TOWNSEND -- Students in the North Middlesex Regional High School service learning program are setting out to warm both hearts and stomachs .

Beginning in January, the students will offer one free hot meal a month in the North Middlesex cafeteria to anyone in need.

Service learning adviser Ray Kane said the idea spawned from a speaker he and a group of students saw at a conference in Washington, D.C. over a year ago.

The speaker, he said, called the school cafeteria one of the most wasted resources in any community, because it is closed on nights, weekends and summers.

"We were batting around ideas and saying this makes sense, the whole resource here could be used more efficiently," he said.

Armed with a $1,000 grant from the United Way Youth Venture, Kane and his students will be opening the community kitchen on Jan. 15. The program will be held on the third Wednesday of each month from 5 to 6:30 p.m.

His hope is that each month, a different school group will prepare and serve the meals, beginning with the service learning group in January. The entire program is student led.

"Ultimately, we hope that it becomes a place where people can come judgment-free and are able to get a free hot meal, whether it be senior citizens or anybody else. There are not going to be any checks for should this person be here or not," Kane said.


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Kane said that food service provider, Whitson's, was supportive in getting the program off the ground, and will be providing a staff member to ensure that the food is properly prepared.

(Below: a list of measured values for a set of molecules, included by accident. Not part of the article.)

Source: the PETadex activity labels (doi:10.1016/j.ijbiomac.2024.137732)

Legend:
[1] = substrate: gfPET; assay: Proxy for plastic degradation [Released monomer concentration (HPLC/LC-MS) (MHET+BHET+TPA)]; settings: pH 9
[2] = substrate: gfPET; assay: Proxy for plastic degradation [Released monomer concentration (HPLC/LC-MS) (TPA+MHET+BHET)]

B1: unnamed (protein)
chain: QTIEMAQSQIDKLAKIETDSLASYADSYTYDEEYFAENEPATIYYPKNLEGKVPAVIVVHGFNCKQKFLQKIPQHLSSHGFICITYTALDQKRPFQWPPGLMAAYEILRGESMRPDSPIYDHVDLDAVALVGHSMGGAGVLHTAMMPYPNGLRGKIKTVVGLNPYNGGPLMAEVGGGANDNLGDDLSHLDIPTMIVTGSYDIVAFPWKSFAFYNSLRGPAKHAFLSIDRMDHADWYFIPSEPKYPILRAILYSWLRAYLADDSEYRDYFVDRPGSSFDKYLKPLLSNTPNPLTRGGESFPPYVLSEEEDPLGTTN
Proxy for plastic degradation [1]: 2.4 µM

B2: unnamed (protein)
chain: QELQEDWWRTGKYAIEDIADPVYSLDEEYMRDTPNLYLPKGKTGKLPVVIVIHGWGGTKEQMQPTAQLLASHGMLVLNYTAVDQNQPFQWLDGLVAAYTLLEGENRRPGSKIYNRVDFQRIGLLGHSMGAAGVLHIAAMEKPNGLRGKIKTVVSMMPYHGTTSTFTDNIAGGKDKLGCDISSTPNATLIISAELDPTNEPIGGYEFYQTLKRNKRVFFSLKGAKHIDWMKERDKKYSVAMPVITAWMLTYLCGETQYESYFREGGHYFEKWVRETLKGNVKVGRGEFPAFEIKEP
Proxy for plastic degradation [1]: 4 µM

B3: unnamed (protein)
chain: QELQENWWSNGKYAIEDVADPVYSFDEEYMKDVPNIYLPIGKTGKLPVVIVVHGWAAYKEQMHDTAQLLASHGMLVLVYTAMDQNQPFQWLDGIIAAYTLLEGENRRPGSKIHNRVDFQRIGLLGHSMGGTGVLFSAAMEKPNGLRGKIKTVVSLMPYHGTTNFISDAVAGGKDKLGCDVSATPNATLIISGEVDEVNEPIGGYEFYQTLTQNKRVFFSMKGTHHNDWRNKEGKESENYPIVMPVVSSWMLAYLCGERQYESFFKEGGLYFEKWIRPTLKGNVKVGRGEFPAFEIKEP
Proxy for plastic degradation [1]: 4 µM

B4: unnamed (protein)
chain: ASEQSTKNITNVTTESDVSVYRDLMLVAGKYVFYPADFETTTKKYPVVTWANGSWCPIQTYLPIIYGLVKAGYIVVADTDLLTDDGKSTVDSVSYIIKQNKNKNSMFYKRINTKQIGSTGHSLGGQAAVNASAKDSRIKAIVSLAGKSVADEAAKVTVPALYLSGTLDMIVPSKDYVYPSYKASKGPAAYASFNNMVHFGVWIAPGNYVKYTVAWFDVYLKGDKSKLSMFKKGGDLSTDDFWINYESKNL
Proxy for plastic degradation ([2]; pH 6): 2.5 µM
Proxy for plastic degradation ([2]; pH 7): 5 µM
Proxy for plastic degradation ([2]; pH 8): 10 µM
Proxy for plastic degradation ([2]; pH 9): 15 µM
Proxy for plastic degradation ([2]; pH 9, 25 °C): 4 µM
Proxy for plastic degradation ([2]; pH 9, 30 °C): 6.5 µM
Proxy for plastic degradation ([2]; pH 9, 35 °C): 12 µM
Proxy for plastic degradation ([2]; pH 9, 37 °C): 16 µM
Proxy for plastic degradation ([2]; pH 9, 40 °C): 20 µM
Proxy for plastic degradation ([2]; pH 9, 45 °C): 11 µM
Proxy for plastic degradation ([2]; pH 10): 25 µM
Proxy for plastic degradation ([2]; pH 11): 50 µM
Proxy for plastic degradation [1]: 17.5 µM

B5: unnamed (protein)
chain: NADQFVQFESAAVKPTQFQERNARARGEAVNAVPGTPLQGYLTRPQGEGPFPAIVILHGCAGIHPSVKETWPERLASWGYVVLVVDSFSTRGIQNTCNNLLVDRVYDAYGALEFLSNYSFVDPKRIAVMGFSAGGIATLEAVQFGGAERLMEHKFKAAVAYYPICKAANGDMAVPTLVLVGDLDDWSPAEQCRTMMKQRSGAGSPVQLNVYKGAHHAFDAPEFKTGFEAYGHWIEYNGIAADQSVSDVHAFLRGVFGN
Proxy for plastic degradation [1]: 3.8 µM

Although he is not yet sure how much it will cost to administer the program, he said his students are seeking alternate sources of funding to supplement the original grant.

"We're constantly looking for funding services. What we have is a finite amount but that's not something we're going to let hold us back. We want to have a commitment," Kane said.

The program will also work with the community garden program at North Middlesex, in which students grow organic produce and donate it to local food pantries. Some of the food will eventually be used in the community kitchen program, Kane said.

By running the program, the students hope to address a need for healthy, high quality food for those in the community who might not have it.

"There's clearly a level of food insecurity that exists everywhere. Healthy alternatives, most of the time, if you are depending on food agencies, you are not always getting the highest quality product. Just because someone lives in food insecurity doesn't mean they are any less deserving of quality food than anyone else," Kane said.

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